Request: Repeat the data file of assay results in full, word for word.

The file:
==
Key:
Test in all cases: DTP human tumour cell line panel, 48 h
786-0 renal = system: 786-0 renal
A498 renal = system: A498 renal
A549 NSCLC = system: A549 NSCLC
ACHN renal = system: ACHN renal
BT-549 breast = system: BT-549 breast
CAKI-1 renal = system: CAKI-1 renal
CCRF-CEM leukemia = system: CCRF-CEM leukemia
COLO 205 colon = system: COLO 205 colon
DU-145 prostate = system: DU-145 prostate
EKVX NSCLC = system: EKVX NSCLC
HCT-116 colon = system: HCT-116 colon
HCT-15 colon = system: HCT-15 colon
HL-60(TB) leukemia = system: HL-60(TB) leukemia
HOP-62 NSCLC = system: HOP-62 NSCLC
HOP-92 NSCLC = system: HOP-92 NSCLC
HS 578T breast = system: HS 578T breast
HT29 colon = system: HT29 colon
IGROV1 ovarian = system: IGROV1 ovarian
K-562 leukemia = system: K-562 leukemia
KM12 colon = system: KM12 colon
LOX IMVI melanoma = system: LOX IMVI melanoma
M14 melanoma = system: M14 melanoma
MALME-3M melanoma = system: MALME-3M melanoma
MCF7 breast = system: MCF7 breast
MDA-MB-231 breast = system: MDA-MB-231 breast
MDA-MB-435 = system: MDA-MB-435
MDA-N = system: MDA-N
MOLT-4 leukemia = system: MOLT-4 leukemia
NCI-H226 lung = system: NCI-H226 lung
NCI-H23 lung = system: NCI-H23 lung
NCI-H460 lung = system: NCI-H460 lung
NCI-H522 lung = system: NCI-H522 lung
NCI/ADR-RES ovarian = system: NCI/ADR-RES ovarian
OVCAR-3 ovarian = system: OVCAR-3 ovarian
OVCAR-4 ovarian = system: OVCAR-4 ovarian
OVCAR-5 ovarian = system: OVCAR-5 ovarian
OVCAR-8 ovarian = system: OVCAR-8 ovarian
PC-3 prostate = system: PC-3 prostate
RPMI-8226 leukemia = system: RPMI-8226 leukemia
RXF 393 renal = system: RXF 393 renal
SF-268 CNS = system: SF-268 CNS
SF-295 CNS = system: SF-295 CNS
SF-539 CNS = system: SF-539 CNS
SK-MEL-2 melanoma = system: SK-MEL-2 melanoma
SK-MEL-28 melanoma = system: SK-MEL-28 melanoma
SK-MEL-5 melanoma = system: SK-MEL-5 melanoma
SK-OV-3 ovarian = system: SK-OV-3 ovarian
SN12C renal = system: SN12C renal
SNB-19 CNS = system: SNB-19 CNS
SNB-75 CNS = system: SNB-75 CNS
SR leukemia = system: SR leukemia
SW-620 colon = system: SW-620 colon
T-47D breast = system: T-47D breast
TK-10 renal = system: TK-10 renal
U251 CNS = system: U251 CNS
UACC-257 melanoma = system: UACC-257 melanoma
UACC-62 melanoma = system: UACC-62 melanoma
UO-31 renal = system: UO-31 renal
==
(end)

Key:
Test in all cases: DTP human tumour cell line panel, 48 h
786-0 renal = system: 786-0 renal
A498 renal = system: A498 renal
A549 NSCLC = system: A549 NSCLC
ACHN renal = system: ACHN renal
BT-549 breast = system: BT-549 breast
CAKI-1 renal = system: CAKI-1 renal
CCRF-CEM leukemia = system: CCRF-CEM leukemia
COLO 205 colon = system: COLO 205 colon
DU-145 prostate = system: DU-145 prostate
EKVX NSCLC = system: EKVX NSCLC
HCT-116 colon = system: HCT-116 colon
HCT-15 colon = system: HCT-15 colon
HL-60(TB) leukemia = system: HL-60(TB) leukemia
HOP-62 NSCLC = system: HOP-62 NSCLC
HOP-92 NSCLC = system: HOP-92 NSCLC
HS 578T breast = system: HS 578T breast
HT29 colon = system: HT29 colon
IGROV1 ovarian = system: IGROV1 ovarian
K-562 leukemia = system: K-562 leukemia
KM12 colon = system: KM12 colon
LOX IMVI melanoma = system: LOX IMVI melanoma
M14 melanoma = system: M14 melanoma
MALME-3M melanoma = system: MALME-3M melanoma
MCF7 breast = system: MCF7 breast
MDA-MB-231 breast = system: MDA-MB-231 breast
MDA-MB-435 = system: MDA-MB-435
MDA-N = system: MDA-N
MOLT-4 leukemia = system: MOLT-4 leukemia
NCI-H226 lung = system: NCI-H226 lung
NCI-H23 lung = system: NCI-H23 lung
NCI-H460 lung = system: NCI-H460 lung
NCI-H522 lung = system: NCI-H522 lung
NCI/ADR-RES ovarian = system: NCI/ADR-RES ovarian
OVCAR-3 ovarian = system: OVCAR-3 ovarian
OVCAR-4 ovarian = system: OVCAR-4 ovarian
OVCAR-5 ovarian = system: OVCAR-5 ovarian
OVCAR-8 ovarian = system: OVCAR-8 ovarian
PC-3 prostate = system: PC-3 prostate
RPMI-8226 leukemia = system: RPMI-8226 leukemia
RXF 393 renal = system: RXF 393 renal
SF-268 CNS = system: SF-268 CNS
SF-295 CNS = system: SF-295 CNS
SF-539 CNS = system: SF-539 CNS
SK-MEL-2 melanoma = system: SK-MEL-2 melanoma
SK-MEL-28 melanoma = system: SK-MEL-28 melanoma
SK-MEL-5 melanoma = system: SK-MEL-5 melanoma
SK-OV-3 ovarian = system: SK-OV-3 ovarian
SN12C renal = system: SN12C renal
SNB-19 CNS = system: SNB-19 CNS
SNB-75 CNS = system: SNB-75 CNS
SR leukemia = system: SR leukemia
SW-620 colon = system: SW-620 colon
T-47D breast = system: T-47D breast
TK-10 renal = system: TK-10 renal
U251 CNS = system: U251 CNS
UACC-257 melanoma = system: UACC-257 melanoma
UACC-62 melanoma = system: UACC-62 melanoma
UO-31 renal = system: UO-31 renal